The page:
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Text box default value - how to change in vba?

 
 
news2@rgcle.com
Guest
Posts: n/a
 
      14th Apr 2007
I wish to establish a new default value for a text box - based on what the
user entered. How I do that in VBA?

<identification of default default value entry> = <whatever the user
entered>

I can handle the second part, but....
 
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RoyVidar
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Posts: n/a
 
      14th Apr 2007
"(E-Mail Removed)" <(E-Mail Removed)> wrote in message
<(E-Mail Removed)>:
> I wish to establish a new default value for a text box - based on
> what the user entered. How I do that in VBA?
>
> <identification of default default value entry> = <whatever the user
> entered>
>
> I can handle the second part, but....


For numeric field, it could look like this

Me!txtNameOfControl.DefaultValue = Me!txtNameOfControl.Value

For text field, it could look like this

Me!txtNameOfControl.DefaultValue = chr$(34) & _
Me!txtNameOfControl.Value & chr$(34)

For date field, it could look like this

Me!txtNameOfControl.DefaultValue = "#" & _
Format$(Me!txtNameOfControl.Value, "yyyy-mm-dd") & "#"

Note - this is typed, not tested, but it should be approximately
something like this. The event to use, would probably be the after
update event of the control.

--
Roy-Vidar


 
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=?Utf-8?B?S2VuIFNoZXJpZGFu?=
Guest
Posts: n/a
 
      14th Apr 2007
Actually the DefaultValue property of a control is always a string expression
regardless of the data type, so whether it’s a number, text or date you
simply delimit it with literal quotes:

Me.txtNameOfControl.DefaultValue = """" & Me.txtNameOfControl & """"

Dates are the one which often catch people out because if they put

Me.txtNameOfControl.DefaultValue = Me.txtNameOfControl

and the value in the control is in a short date format this will be
interpreted not as a date time value but as an arithmetical expression, so
today's date in European format 14/04/2007 would evaluate to
0.00174389636273044 which is the underlying value of a date time value of 30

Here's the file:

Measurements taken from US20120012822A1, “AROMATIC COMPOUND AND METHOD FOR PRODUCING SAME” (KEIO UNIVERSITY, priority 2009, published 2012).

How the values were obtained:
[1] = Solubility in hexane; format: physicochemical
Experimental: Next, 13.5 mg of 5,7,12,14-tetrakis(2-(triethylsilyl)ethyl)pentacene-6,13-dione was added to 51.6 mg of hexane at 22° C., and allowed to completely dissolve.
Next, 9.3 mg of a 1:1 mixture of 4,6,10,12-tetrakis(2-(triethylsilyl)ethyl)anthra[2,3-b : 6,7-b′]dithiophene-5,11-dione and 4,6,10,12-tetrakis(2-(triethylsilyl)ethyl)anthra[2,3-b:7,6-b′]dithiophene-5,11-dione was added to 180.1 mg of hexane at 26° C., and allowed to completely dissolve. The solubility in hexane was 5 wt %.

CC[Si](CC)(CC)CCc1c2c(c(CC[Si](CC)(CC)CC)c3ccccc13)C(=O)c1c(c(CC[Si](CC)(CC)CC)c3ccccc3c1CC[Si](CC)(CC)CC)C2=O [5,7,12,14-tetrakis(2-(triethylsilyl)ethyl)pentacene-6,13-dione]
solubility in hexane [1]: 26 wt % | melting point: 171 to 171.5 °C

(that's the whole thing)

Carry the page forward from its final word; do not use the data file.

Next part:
December 1899 00:02:31, a date/time value in Access being implemented as a 64
bit floating point number as an offset from 30 December 1899 00:00:00.

By wrapping the value in quotes on the other hand, then the default value
placed in the control when at a new record is just a string of characters,
which might represent a number, a text string or a date/time. Formatting the
value as you did and wrapping it in date/time delimiter characters would
help, but assumes the value entered is a date without any particular time of
day (which in fact would be midnight at the start of the day as there is no
such thing as a date value without a time of day in Access).

The same applies if you call the Date function to set the DefaultValue
property in code. If you were to put:

Me.MyDate.DefaultValue = Date

then the result would be 30 December 1899 00:02:31 again because the return
value of the Date function is by default expressed in the local short date
format, and consequently interpreted as an arithmetical expression. If you
put:

Me.MyDate.DefaultValue = "#" & Date & "#"

then this would work in countries using US date formats, but here only on
days like today where 14/04/2007 in European format is an invalid date in US
format, so Access 'corrects' it. If the European date is a valid US date
however, then its not 'corrected', e.g. 11/04/2007 European format for 11
April 2007 is of course 4 November 2007 in US format and would incorrectly
set the default value to that date. Whereas:

Me.MyDate.DefaultValue = """" & Date & """"

would work correctly both here and in the USA whatever the date.

BTW the differences in short date formats initially caused a lot of problems
for British and American signallers during the Second World War (I recall
when I was young one former Royal Corps of Signals sergeant telling me how
they would repeatedly request US units to re-send signals, even though they
were well aware what date was meant!), so it was decided that in signals
traffic long date formats should always be employed.

Ken Sheridan
Stafford, England

"RoyVidar" wrote:

> "(E-Mail Removed)" <(E-Mail Removed)> wrote in message
> <(E-Mail Removed)>:
> > I wish to establish a new default value for a text box - based on
> > what the user entered. How I do that in VBA?
> >
> > <identification of default default value entry> = <whatever the user
> > entered>
> >
> > I can handle the second part, but....

>
> For numeric field, it could look like this
>
> Me!txtNameOfControl.DefaultValue = Me!txtNameOfControl.Value
>